Management asks for a ShinyPhone version of our application. They don’t care about Robot, even though it uses -shiny prefixes. I am given enough time to make the ShinyPhone version, but no time to even test in Robot. Eventually though, I manage to get it working because I own a Robot phone.
A few months later, Catchup Phone 7, Ice Monster Mobile, and Concert Mini are showing up on more phones. They have their prefixed version of all the great Shiny features I used, but because I didn’t know about them, the mobile application looks awful, and would take me several weeks to fix for each new phone. Management is not willing to spend that kind of time, so even though they have all the features my site is broken for them. Who will our customers blame? It works on ShinyPhone, so it must be that Ice Monster Mobile just isn’t as good. Ice Monster and other browsers get blamed for my site not working well there.
It is clear that if other browsers want to make themselves look good, they have to do more than just implement the feature. If they just use -shiny prefixes, that would make my application work far better, and therefore make their browser look good. But that completely undermines what we’ve learned in the browser wars, and goes against the reason for prefixing in the first place!
We don’t really have a good solution yet.
However, I have an idea I think worth talking about. What if the feature hadn’t been prefixed at all? I would have been less nervous to put it into production, because CSS simply doesn’t apply rules that aren’t implemented, and though it will likely change syntax, I can add new versions, and the one that is implemented will work. My stylesheet ends up more like this:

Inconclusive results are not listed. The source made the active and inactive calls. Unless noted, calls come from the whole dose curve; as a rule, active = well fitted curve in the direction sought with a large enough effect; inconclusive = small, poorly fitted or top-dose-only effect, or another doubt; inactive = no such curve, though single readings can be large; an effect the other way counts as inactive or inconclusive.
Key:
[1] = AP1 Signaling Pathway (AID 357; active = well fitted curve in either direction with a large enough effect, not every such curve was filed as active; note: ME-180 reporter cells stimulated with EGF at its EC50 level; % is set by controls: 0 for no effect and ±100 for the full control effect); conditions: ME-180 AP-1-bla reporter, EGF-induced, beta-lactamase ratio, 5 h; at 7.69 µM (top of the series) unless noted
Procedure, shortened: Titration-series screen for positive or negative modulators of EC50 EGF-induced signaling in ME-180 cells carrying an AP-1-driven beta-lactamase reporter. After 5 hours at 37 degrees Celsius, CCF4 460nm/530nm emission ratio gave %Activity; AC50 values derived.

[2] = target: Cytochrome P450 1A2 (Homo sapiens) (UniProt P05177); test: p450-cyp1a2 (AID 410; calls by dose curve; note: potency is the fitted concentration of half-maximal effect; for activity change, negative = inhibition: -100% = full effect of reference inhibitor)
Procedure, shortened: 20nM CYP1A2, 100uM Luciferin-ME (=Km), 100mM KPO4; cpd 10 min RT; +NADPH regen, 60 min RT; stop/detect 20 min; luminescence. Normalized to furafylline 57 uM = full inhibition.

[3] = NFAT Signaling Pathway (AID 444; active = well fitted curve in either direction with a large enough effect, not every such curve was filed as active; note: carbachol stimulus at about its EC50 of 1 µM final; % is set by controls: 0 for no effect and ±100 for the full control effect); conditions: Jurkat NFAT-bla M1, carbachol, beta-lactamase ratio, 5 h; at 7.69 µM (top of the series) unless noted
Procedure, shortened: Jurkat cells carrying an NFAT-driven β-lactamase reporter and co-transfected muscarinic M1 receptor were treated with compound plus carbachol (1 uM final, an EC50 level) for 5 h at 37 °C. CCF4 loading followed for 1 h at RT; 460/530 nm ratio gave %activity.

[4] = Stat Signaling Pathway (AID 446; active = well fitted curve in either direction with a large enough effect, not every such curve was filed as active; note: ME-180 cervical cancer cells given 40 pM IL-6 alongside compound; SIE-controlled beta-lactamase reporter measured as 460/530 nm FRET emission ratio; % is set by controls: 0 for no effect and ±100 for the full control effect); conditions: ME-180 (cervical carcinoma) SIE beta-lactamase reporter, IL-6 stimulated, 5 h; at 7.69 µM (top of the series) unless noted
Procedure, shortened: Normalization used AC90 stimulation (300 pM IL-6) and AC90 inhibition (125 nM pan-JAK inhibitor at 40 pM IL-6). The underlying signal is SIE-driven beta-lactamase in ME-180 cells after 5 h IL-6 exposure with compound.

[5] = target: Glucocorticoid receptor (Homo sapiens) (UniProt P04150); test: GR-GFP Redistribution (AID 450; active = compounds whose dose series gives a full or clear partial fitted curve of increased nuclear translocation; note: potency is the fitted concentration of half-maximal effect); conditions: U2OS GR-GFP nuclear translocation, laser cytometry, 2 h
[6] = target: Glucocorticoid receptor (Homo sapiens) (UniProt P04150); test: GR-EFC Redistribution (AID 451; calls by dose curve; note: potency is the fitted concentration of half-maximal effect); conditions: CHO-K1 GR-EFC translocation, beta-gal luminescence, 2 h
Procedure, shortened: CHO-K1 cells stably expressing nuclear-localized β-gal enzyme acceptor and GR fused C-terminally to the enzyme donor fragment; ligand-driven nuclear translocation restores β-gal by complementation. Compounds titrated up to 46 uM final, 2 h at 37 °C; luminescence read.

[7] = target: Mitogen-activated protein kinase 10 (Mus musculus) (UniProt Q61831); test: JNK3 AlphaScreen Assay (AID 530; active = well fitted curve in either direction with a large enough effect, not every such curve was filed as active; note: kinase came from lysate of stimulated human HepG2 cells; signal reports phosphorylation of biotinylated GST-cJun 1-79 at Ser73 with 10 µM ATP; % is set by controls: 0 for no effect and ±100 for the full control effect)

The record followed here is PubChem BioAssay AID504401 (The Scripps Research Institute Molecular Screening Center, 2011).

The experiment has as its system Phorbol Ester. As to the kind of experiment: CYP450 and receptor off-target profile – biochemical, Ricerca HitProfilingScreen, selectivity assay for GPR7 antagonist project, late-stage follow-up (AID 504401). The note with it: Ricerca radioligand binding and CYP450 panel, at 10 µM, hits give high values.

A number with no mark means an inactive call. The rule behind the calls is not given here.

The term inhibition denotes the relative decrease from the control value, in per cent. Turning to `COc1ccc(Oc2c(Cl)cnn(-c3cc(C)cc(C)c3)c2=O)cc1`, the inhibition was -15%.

background-image: gradient(linear, left top, left bottom, from(hsl(0, 80%, 70%)), to(#BADA55));
My application just works for every browser that supports the feature with little thought or effort from my part, and if the spec doesn’t change, which it actually doesn’t change very often, I am already done more than four years before it is standardized.
Benefits of prefixing:
- Sense of security for browser vendors, so they can change the implementation and make it better.
- Web developers should be aware that the feature isn’t really ready yet.
Credit goes to the vendor who pioneered the feature.
Benefits of NOT prefixing:
Less effort and maintenance for web developers trying to make their application (and browsers) look good. They don’t need to spend a lot of time researching which browsers support which features.
- Lighter weight stylesheets for everyone, especially mobile browsers.
- Browser vendors can focus on the features, not on evangelizing their prefix.
- No -webkit- prefixes being supported by Mozilla. Dang, I said it after trying so hard not to.
Honestly I do see the value in prefixing experimental and non-standardized features, but vendors have to break them often, and the standard needs to move faster if developers are realistically going to experiment with experimental features, and wait for the standard for production use.